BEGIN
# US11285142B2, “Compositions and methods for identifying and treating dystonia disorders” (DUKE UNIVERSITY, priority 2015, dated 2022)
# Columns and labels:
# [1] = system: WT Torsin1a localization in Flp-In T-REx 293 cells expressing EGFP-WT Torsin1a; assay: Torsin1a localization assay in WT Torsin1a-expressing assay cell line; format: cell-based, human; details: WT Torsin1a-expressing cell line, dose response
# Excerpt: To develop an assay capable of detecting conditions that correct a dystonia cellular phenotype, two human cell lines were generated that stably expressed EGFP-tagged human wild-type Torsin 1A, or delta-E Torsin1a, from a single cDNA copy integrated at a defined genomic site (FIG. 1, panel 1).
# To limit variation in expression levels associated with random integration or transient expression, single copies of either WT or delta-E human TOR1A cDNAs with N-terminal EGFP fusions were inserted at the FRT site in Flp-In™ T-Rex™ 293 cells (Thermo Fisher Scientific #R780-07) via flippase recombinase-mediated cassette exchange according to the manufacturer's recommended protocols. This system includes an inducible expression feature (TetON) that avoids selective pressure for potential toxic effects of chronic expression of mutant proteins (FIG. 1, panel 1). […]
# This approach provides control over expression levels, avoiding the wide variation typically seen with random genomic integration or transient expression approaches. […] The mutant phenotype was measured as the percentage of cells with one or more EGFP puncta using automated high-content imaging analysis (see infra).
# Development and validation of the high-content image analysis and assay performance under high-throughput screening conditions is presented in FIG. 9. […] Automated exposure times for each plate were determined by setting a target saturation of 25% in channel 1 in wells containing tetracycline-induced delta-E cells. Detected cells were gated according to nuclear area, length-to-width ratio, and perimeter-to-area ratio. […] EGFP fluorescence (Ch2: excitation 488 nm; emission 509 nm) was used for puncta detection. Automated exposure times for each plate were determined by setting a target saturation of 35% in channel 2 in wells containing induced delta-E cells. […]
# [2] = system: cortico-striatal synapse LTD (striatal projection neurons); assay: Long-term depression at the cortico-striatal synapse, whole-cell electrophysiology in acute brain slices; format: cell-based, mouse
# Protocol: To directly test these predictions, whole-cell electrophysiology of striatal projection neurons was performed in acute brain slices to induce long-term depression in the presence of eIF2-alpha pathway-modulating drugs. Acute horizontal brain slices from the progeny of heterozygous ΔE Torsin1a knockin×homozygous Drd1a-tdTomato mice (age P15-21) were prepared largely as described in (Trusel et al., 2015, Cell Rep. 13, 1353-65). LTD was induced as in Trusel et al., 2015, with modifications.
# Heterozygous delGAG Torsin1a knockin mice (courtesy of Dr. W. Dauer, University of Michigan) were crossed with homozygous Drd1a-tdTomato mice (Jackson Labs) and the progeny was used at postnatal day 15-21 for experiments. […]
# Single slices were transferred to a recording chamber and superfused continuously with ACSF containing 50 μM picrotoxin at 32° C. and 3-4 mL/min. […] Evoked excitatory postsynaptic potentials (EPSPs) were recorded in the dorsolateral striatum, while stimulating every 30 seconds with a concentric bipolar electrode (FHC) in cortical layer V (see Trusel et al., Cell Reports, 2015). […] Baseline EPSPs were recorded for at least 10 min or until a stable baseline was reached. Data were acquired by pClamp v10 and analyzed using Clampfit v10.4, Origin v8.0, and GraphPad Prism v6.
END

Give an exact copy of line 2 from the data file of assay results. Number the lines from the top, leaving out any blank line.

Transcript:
# Columns and labels: